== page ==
CHAPTER TWO focuses on the experimental nature of nightnography, a method which focuses not only on the labouring bodies of workers, but also of the nightnographer. Nightnography, is a portmanteau of ‘night’ and ‘ethnography’, which I adapted from diurnal anthropology to research the bodily experiences of nightworkers who are otherwise hard to reach by daytime anthropologists. In doing so, I also subvert the dominant diurnal focus in anthropology and centre on the body of the anthropologist researching at night. This ‘situated’ approach is based on what I saw and felt in and through my body as I was exposed to hard labour to understand the deep, underthe- skin nature of migrant worker precarity. Thick observations and mental and body notes transcribed in notebooks following each night shift, make the corpus of the conversations, interviews and visual recordings used in this chapter and throughout the book. The audio-visual tools offer new possibilities for the inclusiveness of this group of migrant nightworkers. I am thankful to the co-workers who allowed me to enter their lives and put their real experiences onto the reel. Whilst I ensured to report stories and conversations as close to their actuality as possible, I made sure to change names and places so that I could protect the identity and confidentiality of those involved.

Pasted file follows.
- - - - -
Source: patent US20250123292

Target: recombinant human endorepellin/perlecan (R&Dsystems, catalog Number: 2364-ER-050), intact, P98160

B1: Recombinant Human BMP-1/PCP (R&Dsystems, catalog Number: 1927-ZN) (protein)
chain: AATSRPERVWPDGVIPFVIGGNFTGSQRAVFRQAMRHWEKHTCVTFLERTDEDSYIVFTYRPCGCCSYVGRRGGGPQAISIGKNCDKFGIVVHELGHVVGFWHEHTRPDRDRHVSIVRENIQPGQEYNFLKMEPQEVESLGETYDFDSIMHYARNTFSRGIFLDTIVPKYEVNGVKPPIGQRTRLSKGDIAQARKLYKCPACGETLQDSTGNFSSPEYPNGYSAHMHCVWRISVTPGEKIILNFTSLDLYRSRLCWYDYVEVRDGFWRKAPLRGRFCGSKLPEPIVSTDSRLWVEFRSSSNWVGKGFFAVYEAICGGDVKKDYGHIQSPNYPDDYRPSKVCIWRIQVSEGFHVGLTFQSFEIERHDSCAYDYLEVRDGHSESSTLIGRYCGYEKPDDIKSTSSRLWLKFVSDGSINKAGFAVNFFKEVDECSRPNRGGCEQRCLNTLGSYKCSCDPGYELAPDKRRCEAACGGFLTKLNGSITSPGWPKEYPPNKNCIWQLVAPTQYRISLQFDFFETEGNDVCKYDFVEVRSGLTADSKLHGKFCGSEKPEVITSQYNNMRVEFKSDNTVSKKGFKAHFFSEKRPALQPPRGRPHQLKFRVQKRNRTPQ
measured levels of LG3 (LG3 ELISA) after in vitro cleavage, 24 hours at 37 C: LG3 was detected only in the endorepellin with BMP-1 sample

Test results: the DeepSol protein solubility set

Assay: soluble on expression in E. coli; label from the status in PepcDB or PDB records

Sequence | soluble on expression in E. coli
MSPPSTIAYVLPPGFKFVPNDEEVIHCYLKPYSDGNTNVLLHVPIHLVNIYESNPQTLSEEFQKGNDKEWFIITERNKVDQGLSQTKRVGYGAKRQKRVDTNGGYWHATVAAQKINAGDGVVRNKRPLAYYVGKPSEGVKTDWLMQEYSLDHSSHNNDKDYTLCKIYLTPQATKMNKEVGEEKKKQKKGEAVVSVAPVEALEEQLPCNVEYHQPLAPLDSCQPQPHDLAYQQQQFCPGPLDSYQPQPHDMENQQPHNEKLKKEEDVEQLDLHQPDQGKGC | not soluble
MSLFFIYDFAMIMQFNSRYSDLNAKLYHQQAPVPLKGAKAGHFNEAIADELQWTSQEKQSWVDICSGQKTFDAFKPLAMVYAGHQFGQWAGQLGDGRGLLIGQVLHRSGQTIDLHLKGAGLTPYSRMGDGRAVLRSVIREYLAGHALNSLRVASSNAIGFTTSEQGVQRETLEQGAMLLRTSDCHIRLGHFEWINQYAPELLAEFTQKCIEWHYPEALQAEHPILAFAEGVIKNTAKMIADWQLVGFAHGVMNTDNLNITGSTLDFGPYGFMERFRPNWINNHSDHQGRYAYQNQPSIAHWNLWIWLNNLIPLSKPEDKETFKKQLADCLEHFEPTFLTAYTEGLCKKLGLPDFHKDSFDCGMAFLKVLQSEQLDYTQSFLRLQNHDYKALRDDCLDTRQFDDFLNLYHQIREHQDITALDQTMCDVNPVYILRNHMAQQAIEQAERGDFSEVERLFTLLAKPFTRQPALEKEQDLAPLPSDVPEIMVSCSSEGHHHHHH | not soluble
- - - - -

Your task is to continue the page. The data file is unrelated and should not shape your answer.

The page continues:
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    Young people, intergenerationality and the familial reproduction of transnational migrations and immobilities
    (Edward Elgar Publishing, 2023-03-17) Ní Laoire, Caitríona
    This chapter explores the role of intergenerationality in migration, highlighting the ways in which migrations and im/mobilities unfold and reverberate over generations within families. It presents a discussion of existing literature together with findings from qualitative research (including a longitudinal component) with multigenerational transnational Irish families, in order to develop a conceptualisation of transgenerational reproduction of migration and im/mobilities. In particular, it explores the potential for transnationalism, diaspora and mobilities perspectives to shed light on these dynamics. The chapter focuses on how young people from migrant backgrounds engage with their familial migration histories and legacies as they forge their own life-paths. It argues that migrant family background shapes the structural possibilities and im/mobility dispositions of young people who grow up in migrant/transnational families, through intergenerational relations and transmission of capital.